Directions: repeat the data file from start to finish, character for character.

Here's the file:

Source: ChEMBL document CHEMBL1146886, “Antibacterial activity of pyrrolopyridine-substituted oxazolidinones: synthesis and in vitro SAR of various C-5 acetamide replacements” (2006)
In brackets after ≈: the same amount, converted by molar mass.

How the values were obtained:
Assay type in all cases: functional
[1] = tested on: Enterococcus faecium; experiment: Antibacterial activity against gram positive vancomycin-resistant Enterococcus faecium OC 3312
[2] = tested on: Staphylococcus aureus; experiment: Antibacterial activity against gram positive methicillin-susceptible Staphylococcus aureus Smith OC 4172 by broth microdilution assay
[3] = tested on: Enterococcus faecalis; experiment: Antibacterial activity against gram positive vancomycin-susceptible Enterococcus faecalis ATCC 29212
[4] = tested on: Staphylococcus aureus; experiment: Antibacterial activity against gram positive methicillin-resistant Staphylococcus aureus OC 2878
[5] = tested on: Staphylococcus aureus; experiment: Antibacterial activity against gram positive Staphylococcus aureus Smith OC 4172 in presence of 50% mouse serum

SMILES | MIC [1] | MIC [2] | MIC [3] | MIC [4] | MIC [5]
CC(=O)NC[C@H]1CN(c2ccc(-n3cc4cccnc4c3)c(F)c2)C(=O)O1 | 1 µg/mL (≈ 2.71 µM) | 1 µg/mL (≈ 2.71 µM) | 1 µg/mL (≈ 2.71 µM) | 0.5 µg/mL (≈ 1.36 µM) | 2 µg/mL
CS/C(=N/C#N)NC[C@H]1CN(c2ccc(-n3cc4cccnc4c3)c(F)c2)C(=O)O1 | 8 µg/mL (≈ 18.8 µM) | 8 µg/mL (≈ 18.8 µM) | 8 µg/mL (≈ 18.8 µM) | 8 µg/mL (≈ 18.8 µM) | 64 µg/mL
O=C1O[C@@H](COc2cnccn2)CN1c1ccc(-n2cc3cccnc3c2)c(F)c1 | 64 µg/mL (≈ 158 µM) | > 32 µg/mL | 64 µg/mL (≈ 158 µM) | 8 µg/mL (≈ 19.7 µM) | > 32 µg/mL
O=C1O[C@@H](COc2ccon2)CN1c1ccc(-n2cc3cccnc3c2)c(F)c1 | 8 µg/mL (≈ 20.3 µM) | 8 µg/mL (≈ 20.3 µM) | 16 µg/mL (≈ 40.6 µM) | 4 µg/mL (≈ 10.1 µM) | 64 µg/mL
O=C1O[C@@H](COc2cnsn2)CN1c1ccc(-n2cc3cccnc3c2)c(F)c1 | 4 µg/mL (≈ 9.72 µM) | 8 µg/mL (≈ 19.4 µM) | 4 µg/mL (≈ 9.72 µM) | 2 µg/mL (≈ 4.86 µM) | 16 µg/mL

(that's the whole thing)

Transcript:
Source: ChEMBL document CHEMBL1146886, “Antibacterial activity of pyrrolopyridine-substituted oxazolidinones: synthesis and in vitro SAR of various C-5 acetamide replacements” (2006)
In brackets after ≈: the same amount, converted by molar mass.

How the values were obtained:
Assay type in all cases: functional
[1] = tested on: Enterococcus faecium; experiment: Antibacterial activity against gram positive vancomycin-resistant Enterococcus faecium OC 3312
[2] = tested on: Staphylococcus aureus; experiment: Antibacterial activity against gram positive methicillin-susceptible Staphylococcus aureus Smith OC 4172 by broth microdilution assay
[3] = tested on: Enterococcus faecalis; experiment: Antibacterial activity against gram positive vancomycin-susceptible Enterococcus faecalis ATCC 29212
[4] = tested on: Staphylococcus aureus; experiment: Antibacterial activity against gram positive methicillin-resistant Staphylococcus aureus OC 2878
[5] = tested on: Staphylococcus aureus; experiment: Antibacterial activity against gram positive Staphylococcus aureus Smith OC 4172 in presence of 50% mouse serum

SMILES | MIC [1] | MIC [2] | MIC [3] | MIC [4] | MIC [5]
CC(=O)NC[C@H]1CN(c2ccc(-n3cc4cccnc4c3)c(F)c2)C(=O)O1 | 1 µg/mL (≈ 2.71 µM) | 1 µg/mL (≈ 2.71 µM) | 1 µg/mL (≈ 2.71 µM) | 0.5 µg/mL (≈ 1.36 µM) | 2 µg/mL
CS/C(=N/C#N)NC[C@H]1CN(c2ccc(-n3cc4cccnc4c3)c(F)c2)C(=O)O1 | 8 µg/mL (≈ 18.8 µM) | 8 µg/mL (≈ 18.8 µM) | 8 µg/mL (≈ 18.8 µM) | 8 µg/mL (≈ 18.8 µM) | 64 µg/mL
O=C1O[C@@H](COc2cnccn2)CN1c1ccc(-n2cc3cccnc3c2)c(F)c1 | 64 µg/mL (≈ 158 µM) | > 32 µg/mL | 64 µg/mL (≈ 158 µM) | 8 µg/mL (≈ 19.7 µM) | > 32 µg/mL
O=C1O[C@@H](COc2ccon2)CN1c1ccc(-n2cc3cccnc3c2)c(F)c1 | 8 µg/mL (≈ 20.3 µM) | 8 µg/mL (≈ 20.3 µM) | 16 µg/mL (≈ 40.6 µM) | 4 µg/mL (≈ 10.1 µM) | 64 µg/mL
O=C1O[C@@H](COc2cnsn2)CN1c1ccc(-n2cc3cccnc3c2)c(F)c1 | 4 µg/mL (≈ 9.72 µM) | 8 µg/mL (≈ 19.4 µM) | 4 µg/mL (≈ 9.72 µM) | 2 µg/mL (≈ 4.86 µM) | 16 µg/mL